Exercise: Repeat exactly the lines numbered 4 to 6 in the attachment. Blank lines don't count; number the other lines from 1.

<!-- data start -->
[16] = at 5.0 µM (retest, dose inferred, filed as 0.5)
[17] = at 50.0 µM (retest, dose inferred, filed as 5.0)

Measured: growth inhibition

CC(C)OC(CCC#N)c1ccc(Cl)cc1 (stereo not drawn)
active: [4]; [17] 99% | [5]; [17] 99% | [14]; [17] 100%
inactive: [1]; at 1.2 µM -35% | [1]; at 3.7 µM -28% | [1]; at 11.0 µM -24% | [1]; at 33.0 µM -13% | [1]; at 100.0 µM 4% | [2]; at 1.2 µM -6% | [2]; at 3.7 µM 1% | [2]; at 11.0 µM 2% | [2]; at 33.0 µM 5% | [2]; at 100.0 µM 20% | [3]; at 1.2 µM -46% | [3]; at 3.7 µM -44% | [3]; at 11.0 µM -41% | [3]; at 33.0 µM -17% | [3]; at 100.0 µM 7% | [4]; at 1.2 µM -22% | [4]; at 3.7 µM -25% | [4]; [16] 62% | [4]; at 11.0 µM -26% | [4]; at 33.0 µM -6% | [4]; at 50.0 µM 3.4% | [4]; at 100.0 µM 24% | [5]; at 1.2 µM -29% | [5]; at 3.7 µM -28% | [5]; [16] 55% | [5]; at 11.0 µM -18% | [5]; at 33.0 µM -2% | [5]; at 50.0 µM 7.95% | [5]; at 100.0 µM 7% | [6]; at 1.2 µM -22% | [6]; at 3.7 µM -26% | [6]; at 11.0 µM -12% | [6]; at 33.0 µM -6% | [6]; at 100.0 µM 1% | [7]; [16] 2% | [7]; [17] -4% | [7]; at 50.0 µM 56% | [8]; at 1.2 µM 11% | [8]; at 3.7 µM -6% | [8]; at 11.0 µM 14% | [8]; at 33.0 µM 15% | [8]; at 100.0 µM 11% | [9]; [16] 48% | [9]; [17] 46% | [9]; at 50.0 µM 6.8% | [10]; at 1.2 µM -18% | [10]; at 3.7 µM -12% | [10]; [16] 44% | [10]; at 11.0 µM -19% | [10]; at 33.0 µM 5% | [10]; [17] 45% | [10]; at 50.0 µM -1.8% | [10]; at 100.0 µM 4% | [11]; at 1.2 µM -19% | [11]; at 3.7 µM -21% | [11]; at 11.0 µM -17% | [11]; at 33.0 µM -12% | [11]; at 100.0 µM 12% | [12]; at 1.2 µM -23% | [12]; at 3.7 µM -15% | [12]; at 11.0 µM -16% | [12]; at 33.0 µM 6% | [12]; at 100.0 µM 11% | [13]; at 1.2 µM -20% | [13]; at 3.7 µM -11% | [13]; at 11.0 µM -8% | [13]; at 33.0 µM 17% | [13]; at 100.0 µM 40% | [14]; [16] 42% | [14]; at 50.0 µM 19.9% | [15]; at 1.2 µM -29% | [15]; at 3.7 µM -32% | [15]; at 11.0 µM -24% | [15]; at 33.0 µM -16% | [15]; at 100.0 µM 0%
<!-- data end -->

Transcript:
CC(C)OC(CCC#N)c1ccc(Cl)cc1 (stereo not drawn)
active: [4]; [17] 99% | [5]; [17] 99% | [14]; [17] 100%
inactive: [1]; at 1.2 µM -35% | [1]; at 3.7 µM -28% | [1]; at 11.0 µM -24% | [1]; at 33.0 µM -13% | [1]; at 100.0 µM 4% | [2]; at 1.2 µM -6% | [2]; at 3.7 µM 1% | [2]; at 11.0 µM 2% | [2]; at 33.0 µM 5% | [2]; at 100.0 µM 20% | [3]; at 1.2 µM -46% | [3]; at 3.7 µM -44% | [3]; at 11.0 µM -41% | [3]; at 33.0 µM -17% | [3]; at 100.0 µM 7% | [4]; at 1.2 µM -22% | [4]; at 3.7 µM -25% | [4]; [16] 62% | [4]; at 11.0 µM -26% | [4]; at 33.0 µM -6% | [4]; at 50.0 µM 3.4% | [4]; at 100.0 µM 24% | [5]; at 1.2 µM -29% | [5]; at 3.7 µM -28% | [5]; [16] 55% | [5]; at 11.0 µM -18% | [5]; at 33.0 µM -2% | [5]; at 50.0 µM 7.95% | [5]; at 100.0 µM 7% | [6]; at 1.2 µM -22% | [6]; at 3.7 µM -26% | [6]; at 11.0 µM -12% | [6]; at 33.0 µM -6% | [6]; at 100.0 µM 1% | [7]; [16] 2% | [7]; [17] -4% | [7]; at 50.0 µM 56% | [8]; at 1.2 µM 11% | [8]; at 3.7 µM -6% | [8]; at 11.0 µM 14% | [8]; at 33.0 µM 15% | [8]; at 100.0 µM 11% | [9]; [16] 48% | [9]; [17] 46% | [9]; at 50.0 µM 6.8% | [10]; at 1.2 µM -18% | [10]; at 3.7 µM -12% | [10]; [16] 44% | [10]; at 11.0 µM -19% | [10]; at 33.0 µM 5% | [10]; [17] 45% | [10]; at 50.0 µM -1.8% | [10]; at 100.0 µM 4% | [11]; at 1.2 µM -19% | [11]; at 3.7 µM -21% | [11]; at 11.0 µM -17% | [11]; at 33.0 µM -12% | [11]; at 100.0 µM 12% | [12]; at 1.2 µM -23% | [12]; at 3.7 µM -15% | [12]; at 11.0 µM -16% | [12]; at 33.0 µM 6% | [12]; at 100.0 µM 11% | [13]; at 1.2 µM -20% | [13]; at 3.7 µM -11% | [13]; at 11.0 µM -8% | [13]; at 33.0 µM 17% | [13]; at 100.0 µM 40% | [14]; [16] 42% | [14]; at 50.0 µM 19.9% | [15]; at 1.2 µM -29% | [15]; at 3.7 µM -32% | [15]; at 11.0 µM -24% | [15]; at 33.0 µM -16% | [15]; at 100.0 µM 0%